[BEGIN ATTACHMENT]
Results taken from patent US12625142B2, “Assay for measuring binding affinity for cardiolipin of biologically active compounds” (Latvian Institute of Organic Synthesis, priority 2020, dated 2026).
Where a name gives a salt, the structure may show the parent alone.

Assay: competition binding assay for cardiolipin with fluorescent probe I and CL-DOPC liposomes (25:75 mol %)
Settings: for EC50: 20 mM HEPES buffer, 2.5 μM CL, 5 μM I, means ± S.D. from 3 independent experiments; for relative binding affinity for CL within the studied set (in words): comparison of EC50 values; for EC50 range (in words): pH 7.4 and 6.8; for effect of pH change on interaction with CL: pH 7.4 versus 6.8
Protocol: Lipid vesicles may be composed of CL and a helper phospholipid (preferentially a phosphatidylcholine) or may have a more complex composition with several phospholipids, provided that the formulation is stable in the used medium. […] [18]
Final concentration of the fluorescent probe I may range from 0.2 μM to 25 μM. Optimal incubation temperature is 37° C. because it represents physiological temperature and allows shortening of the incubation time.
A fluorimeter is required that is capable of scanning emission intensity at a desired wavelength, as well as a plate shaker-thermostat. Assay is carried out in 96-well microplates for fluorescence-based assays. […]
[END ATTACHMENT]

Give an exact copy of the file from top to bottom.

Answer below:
Results taken from patent US12625142B2, “Assay for measuring binding affinity for cardiolipin of biologically active compounds” (Latvian Institute of Organic Synthesis, priority 2020, dated 2026).
Where a name gives a salt, the structure may show the parent alone.

Assay: competition binding assay for cardiolipin with fluorescent probe I and CL-DOPC liposomes (25:75 mol %)
Settings: for EC50: 20 mM HEPES buffer, 2.5 μM CL, 5 μM I, means ± S.D. from 3 independent experiments; for relative binding affinity for CL within the studied set (in words): comparison of EC50 values; for EC50 range (in words): pH 7.4 and 6.8; for effect of pH change on interaction with CL: pH 7.4 versus 6.8
Protocol: Lipid vesicles may be composed of CL and a helper phospholipid (preferentially a phosphatidylcholine) or may have a more complex composition with several phospholipids, provided that the formulation is stable in the used medium. […] [18]
Final concentration of the fluorescent probe I may range from 0.2 μM to 25 μM. Optimal incubation temperature is 37° C. because it represents physiological temperature and allows shortening of the incubation time.
A fluorimeter is required that is capable of scanning emission intensity at a desired wavelength, as well as a plate shaker-thermostat. Assay is carried out in 96-well microplates for fluorescence-based assays. […]